Alternative Narratives and Intercultural Communication

Applied ICDAlternative Narratives and Intercultural Communication: Building Bridges Between Intercultural Policies and Communication, An Intercultural Cities Academy, Council of Europe, 12-21 April 2021, Online.

What story does your city tell? All cities have a history; a sequence of concrete facts that are known, and that have brought us to where we are today. However, how we tell the story of our city, how we choose to frame it, the narratives we choose, will impact how that story is perceived and understood. Our story is but a puzzle of many small, diverse and intertwined pieces with different shapes and forms. The story of our city is in fact not one, but many. Do you know what stories are told and listened to? How are they told, and by whom? Is the same story told by everyone, in the same way? Herein lies the art of narrative – while we cannot change facts, we have the power to choose how we communicate about them, ensuring all stories of our city are told. We understand we can enrich our communication with multiple perspectives, fill it with many voices and value the diversity of our city. Through this, we share our history while adding more pieces to the puzzle.

When to tell that story? For intercultural inclusion to occur, city authorities shall adopt a clear and well-publicised message emphasising their commitment to intercultural principles, on all occasions, in all their communication. Every story is intercultural in a diverse city and can contribute to achieving a climate of public opinion more conducive to positive intercultural relations.

Who should that story target? All residents, regardless of their nationalities, origins, languages, religions/beliefs, sexual orientation and age group. This is not to say that every communication needs to be intended for every resident, as the most effective communications are those that target audience segments defined by particular core values and daily concerns.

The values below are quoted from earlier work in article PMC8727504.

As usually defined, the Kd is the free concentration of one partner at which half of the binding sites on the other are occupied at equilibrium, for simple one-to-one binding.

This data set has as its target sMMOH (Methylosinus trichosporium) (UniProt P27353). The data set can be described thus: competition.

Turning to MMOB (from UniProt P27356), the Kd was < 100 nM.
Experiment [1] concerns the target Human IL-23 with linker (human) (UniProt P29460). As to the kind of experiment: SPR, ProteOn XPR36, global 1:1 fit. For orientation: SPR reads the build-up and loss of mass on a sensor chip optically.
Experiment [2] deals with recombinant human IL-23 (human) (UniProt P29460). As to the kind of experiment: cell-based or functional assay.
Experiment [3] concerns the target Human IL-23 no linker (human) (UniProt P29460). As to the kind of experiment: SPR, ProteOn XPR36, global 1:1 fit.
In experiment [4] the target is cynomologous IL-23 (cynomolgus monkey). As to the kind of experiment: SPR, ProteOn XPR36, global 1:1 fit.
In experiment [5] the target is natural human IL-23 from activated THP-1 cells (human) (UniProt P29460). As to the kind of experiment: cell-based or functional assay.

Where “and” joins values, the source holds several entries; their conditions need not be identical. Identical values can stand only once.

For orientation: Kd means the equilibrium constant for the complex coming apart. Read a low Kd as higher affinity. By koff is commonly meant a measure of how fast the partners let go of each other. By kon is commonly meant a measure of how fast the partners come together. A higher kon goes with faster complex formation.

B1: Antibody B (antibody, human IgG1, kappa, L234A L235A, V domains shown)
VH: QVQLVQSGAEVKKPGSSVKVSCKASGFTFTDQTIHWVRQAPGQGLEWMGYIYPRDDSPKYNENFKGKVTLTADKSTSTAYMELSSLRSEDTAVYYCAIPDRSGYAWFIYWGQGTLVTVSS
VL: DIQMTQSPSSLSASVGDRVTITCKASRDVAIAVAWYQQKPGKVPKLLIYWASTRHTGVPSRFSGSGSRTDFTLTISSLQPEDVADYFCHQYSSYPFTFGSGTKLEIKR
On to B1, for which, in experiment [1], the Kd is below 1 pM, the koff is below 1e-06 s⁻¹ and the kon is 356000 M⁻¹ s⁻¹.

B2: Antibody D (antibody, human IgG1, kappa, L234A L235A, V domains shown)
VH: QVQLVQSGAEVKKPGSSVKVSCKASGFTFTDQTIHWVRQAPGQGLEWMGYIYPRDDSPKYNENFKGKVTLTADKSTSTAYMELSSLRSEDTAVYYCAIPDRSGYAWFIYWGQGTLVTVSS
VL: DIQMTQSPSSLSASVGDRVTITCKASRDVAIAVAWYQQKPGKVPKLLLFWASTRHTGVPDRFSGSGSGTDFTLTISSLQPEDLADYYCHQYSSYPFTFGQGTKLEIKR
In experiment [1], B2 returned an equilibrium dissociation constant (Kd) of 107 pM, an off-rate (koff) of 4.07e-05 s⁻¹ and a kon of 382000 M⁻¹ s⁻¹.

Target group? Communication staff, press officers, coordinators and other relevant city representatives of cities that are members of Intercultural Cities Programme.

Author: Center for Intercultural Dialogue

Wendy Leeds-Hurwitz, the Director of the Center for Intercultural Dialogue, manages this website.

2 thoughts on “Alternative Narratives and Intercultural Communication”

Leave a Reply

Fill in your details below or click an icon to log in:

WordPress.com Logo

You are commenting using your WordPress.com account. Log Out /  Change )

Google photo

You are commenting using your Google account. Log Out /  Change )

Twitter picture

You are commenting using your Twitter account. Log Out /  Change )

Facebook photo

You are commenting using your Facebook account. Log Out /  Change )

Connecting to %s